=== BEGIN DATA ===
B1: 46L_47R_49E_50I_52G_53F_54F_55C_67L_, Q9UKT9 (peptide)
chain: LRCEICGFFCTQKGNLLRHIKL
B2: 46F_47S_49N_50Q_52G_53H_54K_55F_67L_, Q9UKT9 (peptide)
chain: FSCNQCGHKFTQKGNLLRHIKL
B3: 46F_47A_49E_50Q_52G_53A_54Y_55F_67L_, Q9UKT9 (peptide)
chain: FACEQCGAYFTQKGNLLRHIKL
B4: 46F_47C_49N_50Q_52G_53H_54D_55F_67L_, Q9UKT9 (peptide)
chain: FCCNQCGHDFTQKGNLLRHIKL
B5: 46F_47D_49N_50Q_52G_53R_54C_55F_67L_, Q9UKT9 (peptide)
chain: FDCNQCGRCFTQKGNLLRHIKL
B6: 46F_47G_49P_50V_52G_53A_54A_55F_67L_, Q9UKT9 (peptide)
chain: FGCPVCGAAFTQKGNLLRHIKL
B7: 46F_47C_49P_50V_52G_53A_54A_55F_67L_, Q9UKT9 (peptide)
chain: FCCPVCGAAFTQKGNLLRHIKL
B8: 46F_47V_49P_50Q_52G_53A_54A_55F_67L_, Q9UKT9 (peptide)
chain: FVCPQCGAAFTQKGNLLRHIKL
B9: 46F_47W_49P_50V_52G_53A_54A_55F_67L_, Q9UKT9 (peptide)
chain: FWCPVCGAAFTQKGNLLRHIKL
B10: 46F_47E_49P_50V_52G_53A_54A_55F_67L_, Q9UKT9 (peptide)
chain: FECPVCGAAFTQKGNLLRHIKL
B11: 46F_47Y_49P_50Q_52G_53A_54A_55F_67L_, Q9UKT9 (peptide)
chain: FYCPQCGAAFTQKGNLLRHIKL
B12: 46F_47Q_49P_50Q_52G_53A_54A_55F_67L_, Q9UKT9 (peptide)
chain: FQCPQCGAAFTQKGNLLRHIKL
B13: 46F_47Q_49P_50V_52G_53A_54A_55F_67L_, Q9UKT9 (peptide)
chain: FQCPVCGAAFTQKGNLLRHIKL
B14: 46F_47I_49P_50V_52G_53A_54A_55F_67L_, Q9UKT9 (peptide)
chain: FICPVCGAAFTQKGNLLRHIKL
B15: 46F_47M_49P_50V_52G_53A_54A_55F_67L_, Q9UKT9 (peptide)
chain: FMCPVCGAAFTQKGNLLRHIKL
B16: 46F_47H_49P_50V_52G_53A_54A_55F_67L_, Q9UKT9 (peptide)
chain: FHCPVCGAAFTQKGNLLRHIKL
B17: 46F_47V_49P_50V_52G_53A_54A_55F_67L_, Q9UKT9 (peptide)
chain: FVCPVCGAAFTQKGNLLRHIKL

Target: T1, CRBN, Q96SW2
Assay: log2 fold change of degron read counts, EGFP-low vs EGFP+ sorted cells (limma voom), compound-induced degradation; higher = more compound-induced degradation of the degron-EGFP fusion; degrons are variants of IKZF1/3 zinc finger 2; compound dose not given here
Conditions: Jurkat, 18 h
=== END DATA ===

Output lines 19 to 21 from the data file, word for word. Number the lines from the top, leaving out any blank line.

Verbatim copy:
B10: 46F_47E_49P_50V_52G_53A_54A_55F_67L_, Q9UKT9 (peptide)
chain: FECPVCGAAFTQKGNLLRHIKL
B11: 46F_47Y_49P_50Q_52G_53A_54A_55F_67L_, Q9UKT9 (peptide)